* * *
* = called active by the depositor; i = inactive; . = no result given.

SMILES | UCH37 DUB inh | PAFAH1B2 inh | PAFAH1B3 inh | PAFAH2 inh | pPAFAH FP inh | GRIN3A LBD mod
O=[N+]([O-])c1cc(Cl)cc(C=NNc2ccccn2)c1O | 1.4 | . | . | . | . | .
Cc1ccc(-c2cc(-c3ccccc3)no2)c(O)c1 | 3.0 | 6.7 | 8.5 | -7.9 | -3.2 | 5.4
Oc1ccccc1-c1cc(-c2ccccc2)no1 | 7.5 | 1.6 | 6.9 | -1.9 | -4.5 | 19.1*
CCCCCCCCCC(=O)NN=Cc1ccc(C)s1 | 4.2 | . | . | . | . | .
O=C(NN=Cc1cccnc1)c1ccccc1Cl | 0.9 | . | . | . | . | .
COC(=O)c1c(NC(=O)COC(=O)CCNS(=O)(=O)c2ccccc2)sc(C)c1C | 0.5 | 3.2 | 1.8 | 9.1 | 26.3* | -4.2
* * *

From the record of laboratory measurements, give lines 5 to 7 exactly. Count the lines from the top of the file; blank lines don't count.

Oc1ccccc1-c1cc(-c2ccccc2)no1 | 7.5 | 1.6 | 6.9 | -1.9 | -4.5 | 19.1*
CCCCCCCCCC(=O)NN=Cc1ccc(C)s1 | 4.2 | . | . | . | . | .
O=C(NN=Cc1cccnc1)c1ccccc1Cl | 0.9 | . | . | . | . | .